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Urban

Key messages

Why urban density is important

Urban density reflects the number of people living in an area and influences how the city functions. Focussing increased densities in and around locations that have good access to high-frequency public transport, employment and services will create communities that are well‑planned and use land efficiently.

Urban density is particularly important in Queensland’s southeast.  The South East Queensland Regional Plan 2017 (ShapingSEQ) aims to accommodate the region’s urban growth in the urban footprint, with 60% of all additional dwellings being accommodated through consolidation and 40% through expansion.

Why housing diversity is important

Housing diversity provides for our changing lifestyles, demographics and housing preferences, while supporting choice and affordability. Planning for the region can accommodate these changes by enabling new models of living, services and lifestyle, including intergenerational living and the ability to age in place. With a focus on promoting design as a way to improve housing choice in the region, particularly through the attached dwellings (1-3 storeys) form of housing, we can create liveable urban places and spaces for our communities.

Housing diversity is particularly important in Queensland’s southeast. ShapingSEQ promotes housing diversity that will support the creation of great places throughout the region and focus on urban quality that contributes to more socially cohesive and economically successful region.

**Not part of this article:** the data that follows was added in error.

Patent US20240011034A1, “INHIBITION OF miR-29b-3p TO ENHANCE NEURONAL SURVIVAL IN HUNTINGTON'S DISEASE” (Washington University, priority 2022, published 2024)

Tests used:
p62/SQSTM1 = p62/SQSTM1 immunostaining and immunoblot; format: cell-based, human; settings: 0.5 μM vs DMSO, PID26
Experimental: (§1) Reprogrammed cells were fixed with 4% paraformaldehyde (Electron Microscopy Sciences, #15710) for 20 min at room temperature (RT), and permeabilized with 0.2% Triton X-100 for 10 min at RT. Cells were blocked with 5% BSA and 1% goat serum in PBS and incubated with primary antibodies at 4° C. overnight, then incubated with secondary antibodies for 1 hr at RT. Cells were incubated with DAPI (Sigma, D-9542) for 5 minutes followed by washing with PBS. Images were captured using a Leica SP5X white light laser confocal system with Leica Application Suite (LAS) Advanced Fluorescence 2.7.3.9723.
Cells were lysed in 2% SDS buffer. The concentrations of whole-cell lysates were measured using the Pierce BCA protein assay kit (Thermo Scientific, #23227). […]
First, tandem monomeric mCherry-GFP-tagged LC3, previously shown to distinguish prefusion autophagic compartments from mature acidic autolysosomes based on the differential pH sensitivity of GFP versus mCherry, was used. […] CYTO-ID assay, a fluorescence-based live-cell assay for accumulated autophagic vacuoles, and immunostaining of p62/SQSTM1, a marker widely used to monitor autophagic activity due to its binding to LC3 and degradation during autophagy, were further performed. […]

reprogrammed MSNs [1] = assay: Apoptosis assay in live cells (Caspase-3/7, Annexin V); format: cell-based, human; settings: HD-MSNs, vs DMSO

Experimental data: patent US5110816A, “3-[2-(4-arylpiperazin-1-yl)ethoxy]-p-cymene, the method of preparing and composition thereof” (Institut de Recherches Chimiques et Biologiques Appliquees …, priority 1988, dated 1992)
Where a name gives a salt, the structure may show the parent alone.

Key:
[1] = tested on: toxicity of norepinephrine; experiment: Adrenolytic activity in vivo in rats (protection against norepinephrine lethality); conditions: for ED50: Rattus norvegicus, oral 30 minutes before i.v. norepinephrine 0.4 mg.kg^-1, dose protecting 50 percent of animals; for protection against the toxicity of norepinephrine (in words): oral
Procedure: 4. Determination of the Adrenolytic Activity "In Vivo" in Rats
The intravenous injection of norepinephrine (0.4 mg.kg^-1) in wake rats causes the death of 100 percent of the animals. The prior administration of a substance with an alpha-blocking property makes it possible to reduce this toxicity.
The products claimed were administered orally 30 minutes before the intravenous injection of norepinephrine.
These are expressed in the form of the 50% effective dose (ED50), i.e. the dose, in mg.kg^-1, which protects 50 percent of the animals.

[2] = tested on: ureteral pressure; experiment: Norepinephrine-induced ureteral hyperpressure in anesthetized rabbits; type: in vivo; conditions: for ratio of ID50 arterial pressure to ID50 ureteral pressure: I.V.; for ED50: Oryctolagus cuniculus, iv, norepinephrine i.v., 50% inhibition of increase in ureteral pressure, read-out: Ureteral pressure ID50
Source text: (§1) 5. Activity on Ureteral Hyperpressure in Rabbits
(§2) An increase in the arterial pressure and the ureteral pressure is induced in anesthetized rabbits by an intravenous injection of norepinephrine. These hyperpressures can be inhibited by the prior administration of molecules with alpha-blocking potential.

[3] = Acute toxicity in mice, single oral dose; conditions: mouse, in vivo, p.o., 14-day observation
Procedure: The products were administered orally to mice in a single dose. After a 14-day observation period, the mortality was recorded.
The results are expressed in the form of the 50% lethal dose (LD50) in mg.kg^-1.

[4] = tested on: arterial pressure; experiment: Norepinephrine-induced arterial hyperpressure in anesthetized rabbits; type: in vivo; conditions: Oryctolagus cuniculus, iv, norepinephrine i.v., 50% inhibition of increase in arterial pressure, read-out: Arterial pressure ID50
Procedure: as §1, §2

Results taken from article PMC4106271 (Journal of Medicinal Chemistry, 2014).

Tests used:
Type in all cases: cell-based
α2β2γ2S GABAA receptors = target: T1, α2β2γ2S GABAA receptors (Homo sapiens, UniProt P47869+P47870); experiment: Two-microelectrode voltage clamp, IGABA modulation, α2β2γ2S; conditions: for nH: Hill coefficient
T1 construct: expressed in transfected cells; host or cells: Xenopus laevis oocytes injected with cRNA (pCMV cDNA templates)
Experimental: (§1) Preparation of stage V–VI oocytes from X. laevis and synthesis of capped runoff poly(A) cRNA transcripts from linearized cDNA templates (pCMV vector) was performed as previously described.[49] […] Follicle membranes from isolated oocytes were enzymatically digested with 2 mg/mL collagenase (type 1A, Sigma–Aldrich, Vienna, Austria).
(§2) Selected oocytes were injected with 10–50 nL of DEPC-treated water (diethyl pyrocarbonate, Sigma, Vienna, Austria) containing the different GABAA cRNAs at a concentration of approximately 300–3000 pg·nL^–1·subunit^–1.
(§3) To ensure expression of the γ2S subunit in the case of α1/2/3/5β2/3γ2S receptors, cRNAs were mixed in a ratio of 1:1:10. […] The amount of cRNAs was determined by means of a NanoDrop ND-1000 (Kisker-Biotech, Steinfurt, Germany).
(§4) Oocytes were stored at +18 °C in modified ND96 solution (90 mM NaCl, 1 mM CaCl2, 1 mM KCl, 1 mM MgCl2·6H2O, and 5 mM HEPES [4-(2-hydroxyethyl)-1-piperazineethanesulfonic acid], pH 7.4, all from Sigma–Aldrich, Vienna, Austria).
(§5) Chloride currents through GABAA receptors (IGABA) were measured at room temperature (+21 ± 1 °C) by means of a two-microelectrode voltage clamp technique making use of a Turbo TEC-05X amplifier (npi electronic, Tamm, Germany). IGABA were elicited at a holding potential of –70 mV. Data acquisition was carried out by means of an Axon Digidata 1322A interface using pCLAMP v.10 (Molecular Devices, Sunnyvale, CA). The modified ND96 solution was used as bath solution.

Efficient transport has economic, social and environmental benefits

A transport system that is highly efficient has economic, environmental and social benefits, including faster freight and travel times, fewer vehicular emissions, and less time spent commuting. Efficiency can reduce congestion and improve travel time reliability which in turn can result in lower emissions, providing air quality and health benefits.

Understanding the use of bicycle transport

Bikeways are used for both commuting and recreational uses. When the community cycles more often, it contributes to making our transport system more sustainable, and helps us to maintain a healthy environment and more active lifestyle. High levels of cycling contribute to the vitality of our cities and towns, helping to encourage a sense of community and connectedness.

Key findings

State

Housing diversity in Queensland

Detached dwellings dominate Queensland’s housing stock, accounting for 75.8% of existing dwelling stock, however building approvals for high-rise (attached 4+ storeys) dwellings were relatively high in 2016–2017.

Change in density in residential areas

Queenslanders are living at higher dwelling densities over time, including on smaller lots in new urban subdivisions.

Efficiency of the daily commute

The efficiency of the daily road network commute is marginally changing. Road network performance is unchanged when taking population growth, traffic and economic development into account.

Percentage of the network with reliable travel times

The Queensland public transport sector is performing better than the target benchmarks, particularly in South East Queensland. In general, public transport use is stable in Queensland and the addition of new networks increases public transport use.

Use of bikeways in SEQ

The use of major bikeways in South East Queensland increased between 2015 and 2017.

Pressure

Increase in heavy vehicles

There were almost 6 times the number of light commercial vehicles than heavy vehicles registered in 2017.  The number of light commercial vehicles registered has almost doubled since 2001, whereas the number of heavy vehicles has increased by 62 per cent in the same period.